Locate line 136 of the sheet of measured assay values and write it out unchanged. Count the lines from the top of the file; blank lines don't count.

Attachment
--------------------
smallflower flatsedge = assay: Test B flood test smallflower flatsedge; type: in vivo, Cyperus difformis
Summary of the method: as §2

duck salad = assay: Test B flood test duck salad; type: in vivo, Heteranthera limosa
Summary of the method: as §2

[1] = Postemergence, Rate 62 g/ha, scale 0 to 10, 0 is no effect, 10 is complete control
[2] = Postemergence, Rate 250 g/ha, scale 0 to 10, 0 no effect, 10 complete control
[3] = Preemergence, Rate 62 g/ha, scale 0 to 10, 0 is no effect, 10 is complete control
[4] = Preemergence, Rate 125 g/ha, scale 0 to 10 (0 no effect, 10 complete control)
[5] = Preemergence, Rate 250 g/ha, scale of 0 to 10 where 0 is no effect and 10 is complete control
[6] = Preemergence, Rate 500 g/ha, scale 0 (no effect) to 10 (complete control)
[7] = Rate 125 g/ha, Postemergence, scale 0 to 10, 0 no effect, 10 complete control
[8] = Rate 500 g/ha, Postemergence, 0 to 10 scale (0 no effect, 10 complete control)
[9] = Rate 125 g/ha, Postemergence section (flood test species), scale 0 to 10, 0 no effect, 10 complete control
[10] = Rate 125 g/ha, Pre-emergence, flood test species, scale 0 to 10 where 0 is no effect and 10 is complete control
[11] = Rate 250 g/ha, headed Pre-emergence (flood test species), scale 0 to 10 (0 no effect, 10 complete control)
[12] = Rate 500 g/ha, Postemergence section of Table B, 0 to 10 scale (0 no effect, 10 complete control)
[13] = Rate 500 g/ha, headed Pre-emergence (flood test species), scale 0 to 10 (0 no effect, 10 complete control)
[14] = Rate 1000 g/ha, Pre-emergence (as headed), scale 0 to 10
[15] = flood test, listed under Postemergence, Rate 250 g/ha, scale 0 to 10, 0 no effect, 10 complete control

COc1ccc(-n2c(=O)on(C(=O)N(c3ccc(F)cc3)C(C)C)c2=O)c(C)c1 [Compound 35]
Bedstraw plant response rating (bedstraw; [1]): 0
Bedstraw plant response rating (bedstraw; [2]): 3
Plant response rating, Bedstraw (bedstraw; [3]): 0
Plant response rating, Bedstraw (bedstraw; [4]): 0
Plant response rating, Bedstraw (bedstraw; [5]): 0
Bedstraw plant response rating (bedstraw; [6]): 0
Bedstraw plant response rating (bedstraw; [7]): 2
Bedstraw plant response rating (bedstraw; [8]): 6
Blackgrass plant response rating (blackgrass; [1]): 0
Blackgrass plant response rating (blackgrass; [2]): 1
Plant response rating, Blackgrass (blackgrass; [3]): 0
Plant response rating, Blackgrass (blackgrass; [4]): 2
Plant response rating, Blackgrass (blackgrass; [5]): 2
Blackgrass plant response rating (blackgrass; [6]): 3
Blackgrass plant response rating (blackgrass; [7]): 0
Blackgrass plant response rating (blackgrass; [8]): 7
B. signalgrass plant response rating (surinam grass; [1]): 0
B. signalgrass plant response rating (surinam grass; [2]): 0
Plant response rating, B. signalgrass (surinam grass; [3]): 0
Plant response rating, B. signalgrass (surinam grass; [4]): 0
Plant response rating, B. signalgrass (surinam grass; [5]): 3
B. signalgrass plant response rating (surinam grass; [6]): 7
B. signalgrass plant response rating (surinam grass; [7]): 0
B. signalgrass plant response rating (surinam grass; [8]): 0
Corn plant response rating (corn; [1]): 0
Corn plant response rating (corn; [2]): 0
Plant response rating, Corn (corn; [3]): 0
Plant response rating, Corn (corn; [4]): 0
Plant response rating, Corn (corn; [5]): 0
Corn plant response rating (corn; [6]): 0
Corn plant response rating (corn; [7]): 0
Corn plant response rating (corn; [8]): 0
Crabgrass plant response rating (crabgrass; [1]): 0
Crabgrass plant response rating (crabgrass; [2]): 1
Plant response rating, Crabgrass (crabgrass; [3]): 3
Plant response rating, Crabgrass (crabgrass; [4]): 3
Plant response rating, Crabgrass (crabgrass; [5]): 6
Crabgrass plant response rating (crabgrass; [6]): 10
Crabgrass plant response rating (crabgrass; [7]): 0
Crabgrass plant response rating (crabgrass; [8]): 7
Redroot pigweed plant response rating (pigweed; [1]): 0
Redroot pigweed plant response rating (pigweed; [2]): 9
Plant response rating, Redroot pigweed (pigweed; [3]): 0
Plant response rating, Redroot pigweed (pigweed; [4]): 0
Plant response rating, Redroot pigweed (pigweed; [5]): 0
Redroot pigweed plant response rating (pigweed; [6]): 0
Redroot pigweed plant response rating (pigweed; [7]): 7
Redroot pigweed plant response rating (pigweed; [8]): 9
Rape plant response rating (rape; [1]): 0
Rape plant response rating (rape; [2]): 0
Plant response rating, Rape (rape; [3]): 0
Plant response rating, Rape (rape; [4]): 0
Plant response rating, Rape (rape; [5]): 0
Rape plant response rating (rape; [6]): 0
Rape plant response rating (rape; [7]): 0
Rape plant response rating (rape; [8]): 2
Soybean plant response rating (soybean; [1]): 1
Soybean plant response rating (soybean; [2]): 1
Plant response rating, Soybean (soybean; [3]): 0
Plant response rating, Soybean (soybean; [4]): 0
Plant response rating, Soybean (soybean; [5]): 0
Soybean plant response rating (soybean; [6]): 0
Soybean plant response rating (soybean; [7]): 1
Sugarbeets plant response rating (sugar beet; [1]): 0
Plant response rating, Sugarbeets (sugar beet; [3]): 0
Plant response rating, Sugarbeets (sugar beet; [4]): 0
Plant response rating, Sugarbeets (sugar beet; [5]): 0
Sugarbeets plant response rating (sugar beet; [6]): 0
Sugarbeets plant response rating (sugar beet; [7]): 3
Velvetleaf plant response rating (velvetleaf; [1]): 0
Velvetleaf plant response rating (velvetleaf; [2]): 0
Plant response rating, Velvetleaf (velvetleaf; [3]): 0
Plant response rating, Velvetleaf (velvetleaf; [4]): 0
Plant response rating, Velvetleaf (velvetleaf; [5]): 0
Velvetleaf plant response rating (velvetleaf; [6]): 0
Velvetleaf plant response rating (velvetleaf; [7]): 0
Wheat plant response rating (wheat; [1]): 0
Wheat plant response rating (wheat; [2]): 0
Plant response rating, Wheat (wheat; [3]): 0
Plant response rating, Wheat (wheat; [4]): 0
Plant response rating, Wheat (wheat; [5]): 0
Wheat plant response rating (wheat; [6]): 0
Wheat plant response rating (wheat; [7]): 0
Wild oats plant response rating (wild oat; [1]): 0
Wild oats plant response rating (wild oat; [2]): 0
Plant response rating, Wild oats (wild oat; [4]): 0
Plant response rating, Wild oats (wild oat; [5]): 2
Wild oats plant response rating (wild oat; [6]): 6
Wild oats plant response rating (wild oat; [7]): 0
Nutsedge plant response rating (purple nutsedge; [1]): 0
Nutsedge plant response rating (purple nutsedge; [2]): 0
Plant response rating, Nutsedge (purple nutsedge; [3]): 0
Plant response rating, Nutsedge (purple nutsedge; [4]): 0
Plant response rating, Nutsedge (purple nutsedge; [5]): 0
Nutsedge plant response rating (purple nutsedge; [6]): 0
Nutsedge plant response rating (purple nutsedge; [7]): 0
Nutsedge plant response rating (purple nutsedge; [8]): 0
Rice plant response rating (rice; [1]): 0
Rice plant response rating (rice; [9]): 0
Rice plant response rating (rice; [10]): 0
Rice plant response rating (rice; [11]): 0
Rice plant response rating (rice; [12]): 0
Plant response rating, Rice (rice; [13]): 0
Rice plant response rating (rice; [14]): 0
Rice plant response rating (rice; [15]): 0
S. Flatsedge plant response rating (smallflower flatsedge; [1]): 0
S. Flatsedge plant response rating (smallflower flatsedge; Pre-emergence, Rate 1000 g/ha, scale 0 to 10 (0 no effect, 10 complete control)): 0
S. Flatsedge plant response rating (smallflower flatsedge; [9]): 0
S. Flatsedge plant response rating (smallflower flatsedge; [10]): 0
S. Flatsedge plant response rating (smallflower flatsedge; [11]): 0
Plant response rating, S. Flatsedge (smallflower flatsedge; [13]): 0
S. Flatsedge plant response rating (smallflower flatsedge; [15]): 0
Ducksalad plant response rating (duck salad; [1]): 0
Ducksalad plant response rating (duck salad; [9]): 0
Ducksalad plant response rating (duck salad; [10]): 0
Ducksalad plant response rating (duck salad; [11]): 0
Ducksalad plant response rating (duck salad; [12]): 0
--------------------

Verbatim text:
Ducksalad plant response rating (duck salad; [11]): 0